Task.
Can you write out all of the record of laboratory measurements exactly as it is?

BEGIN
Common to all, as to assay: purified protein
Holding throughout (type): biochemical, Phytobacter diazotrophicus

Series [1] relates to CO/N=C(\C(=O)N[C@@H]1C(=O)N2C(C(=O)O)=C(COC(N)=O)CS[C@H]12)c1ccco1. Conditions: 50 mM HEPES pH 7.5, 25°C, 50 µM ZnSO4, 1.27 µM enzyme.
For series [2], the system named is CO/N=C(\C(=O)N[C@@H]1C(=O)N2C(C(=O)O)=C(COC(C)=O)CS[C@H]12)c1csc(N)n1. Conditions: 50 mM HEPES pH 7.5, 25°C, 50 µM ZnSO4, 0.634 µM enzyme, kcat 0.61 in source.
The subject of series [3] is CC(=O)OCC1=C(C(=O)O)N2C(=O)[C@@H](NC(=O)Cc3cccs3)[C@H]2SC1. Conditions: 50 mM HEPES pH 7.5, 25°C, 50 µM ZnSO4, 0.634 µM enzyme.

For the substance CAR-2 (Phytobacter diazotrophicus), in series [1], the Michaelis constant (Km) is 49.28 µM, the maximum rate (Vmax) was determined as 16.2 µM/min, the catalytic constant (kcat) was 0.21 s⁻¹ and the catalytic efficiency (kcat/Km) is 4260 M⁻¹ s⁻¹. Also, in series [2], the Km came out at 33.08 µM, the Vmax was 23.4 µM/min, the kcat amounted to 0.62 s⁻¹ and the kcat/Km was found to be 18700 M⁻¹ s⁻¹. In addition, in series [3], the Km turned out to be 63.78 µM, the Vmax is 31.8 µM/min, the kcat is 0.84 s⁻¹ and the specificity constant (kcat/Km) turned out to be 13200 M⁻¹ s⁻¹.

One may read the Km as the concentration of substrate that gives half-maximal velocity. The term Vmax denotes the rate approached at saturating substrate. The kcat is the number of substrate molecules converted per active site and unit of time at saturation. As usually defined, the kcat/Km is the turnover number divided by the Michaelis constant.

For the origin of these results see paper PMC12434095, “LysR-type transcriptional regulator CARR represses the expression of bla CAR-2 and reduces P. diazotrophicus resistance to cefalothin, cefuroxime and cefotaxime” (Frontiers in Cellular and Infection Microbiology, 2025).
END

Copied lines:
Common to all, as to assay: purified protein
Holding throughout (type): biochemical, Phytobacter diazotrophicus

Series [1] relates to CO/N=C(\C(=O)N[C@@H]1C(=O)N2C(C(=O)O)=C(COC(N)=O)CS[C@H]12)c1ccco1. Conditions: 50 mM HEPES pH 7.5, 25°C, 50 µM ZnSO4, 1.27 µM enzyme.
For series [2], the system named is CO/N=C(\C(=O)N[C@@H]1C(=O)N2C(C(=O)O)=C(COC(C)=O)CS[C@H]12)c1csc(N)n1. Conditions: 50 mM HEPES pH 7.5, 25°C, 50 µM ZnSO4, 0.634 µM enzyme, kcat 0.61 in source.
The subject of series [3] is CC(=O)OCC1=C(C(=O)O)N2C(=O)[C@@H](NC(=O)Cc3cccs3)[C@H]2SC1. Conditions: 50 mM HEPES pH 7.5, 25°C, 50 µM ZnSO4, 0.634 µM enzyme.

For the substance CAR-2 (Phytobacter diazotrophicus), in series [1], the Michaelis constant (Km) is 49.28 µM, the maximum rate (Vmax) was determined as 16.2 µM/min, the catalytic constant (kcat) was 0.21 s⁻¹ and the catalytic efficiency (kcat/Km) is 4260 M⁻¹ s⁻¹. Also, in series [2], the Km came out at 33.08 µM, the Vmax was 23.4 µM/min, the kcat amounted to 0.62 s⁻¹ and the kcat/Km was found to be 18700 M⁻¹ s⁻¹. In addition, in series [3], the Km turned out to be 63.78 µM, the Vmax is 31.8 µM/min, the kcat is 0.84 s⁻¹ and the specificity constant (kcat/Km) turned out to be 13200 M⁻¹ s⁻¹.

One may read the Km as the concentration of substrate that gives half-maximal velocity. The term Vmax denotes the rate approached at saturating substrate. The kcat is the number of substrate molecules converted per active site and unit of time at saturation. As usually defined, the kcat/Km is the turnover number divided by the Michaelis constant.

For the origin of these results see paper PMC12434095, “LysR-type transcriptional regulator CARR represses the expression of bla CAR-2 and reduces P. diazotrophicus resistance to cefalothin, cefuroxime and cefotaxime” (Frontiers in Cellular and Infection Microbiology, 2025).